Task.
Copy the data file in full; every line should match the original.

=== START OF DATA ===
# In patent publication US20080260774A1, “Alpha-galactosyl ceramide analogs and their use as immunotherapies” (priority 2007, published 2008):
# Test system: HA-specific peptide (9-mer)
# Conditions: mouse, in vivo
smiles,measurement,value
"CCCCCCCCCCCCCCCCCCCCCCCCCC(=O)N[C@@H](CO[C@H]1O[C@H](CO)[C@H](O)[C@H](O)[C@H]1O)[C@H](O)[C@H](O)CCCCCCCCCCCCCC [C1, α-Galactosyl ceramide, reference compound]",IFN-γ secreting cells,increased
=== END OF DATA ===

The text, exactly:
# In patent publication US20080260774A1, “Alpha-galactosyl ceramide analogs and their use as immunotherapies” (priority 2007, published 2008):
# Test system: HA-specific peptide (9-mer)
# Conditions: mouse, in vivo
smiles,measurement,value
"CCCCCCCCCCCCCCCCCCCCCCCCCC(=O)N[C@@H](CO[C@H]1O[C@H](CO)[C@H](O)[C@H](O)[C@H]1O)[C@H](O)[C@H](O)CCCCCCCCCCCCCC [C1, α-Galactosyl ceramide, reference compound]",IFN-γ secreting cells,increased